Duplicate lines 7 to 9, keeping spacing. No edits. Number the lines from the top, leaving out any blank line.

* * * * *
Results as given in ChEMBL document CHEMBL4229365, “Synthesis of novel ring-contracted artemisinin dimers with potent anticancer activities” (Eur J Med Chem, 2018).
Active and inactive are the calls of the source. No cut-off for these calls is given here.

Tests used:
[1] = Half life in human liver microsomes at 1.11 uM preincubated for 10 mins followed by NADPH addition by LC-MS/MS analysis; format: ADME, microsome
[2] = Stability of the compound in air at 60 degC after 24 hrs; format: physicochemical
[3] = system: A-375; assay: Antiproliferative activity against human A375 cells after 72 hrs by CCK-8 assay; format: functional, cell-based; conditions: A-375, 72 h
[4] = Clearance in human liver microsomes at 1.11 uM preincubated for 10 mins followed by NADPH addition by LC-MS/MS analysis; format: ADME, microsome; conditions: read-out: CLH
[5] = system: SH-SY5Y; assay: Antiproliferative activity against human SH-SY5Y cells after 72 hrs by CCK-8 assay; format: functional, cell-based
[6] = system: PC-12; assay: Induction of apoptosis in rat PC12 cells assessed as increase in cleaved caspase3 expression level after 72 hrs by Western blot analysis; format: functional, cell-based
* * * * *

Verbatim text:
[4] = Clearance in human liver microsomes at 1.11 uM preincubated for 10 mins followed by NADPH addition by LC-MS/MS analysis; format: ADME, microsome; conditions: read-out: CLH
[5] = system: SH-SY5Y; assay: Antiproliferative activity against human SH-SY5Y cells after 72 hrs by CCK-8 assay; format: functional, cell-based
[6] = system: PC-12; assay: Induction of apoptosis in rat PC12 cells assessed as increase in cleaved caspase3 expression level after 72 hrs by Western blot analysis; format: functional, cell-based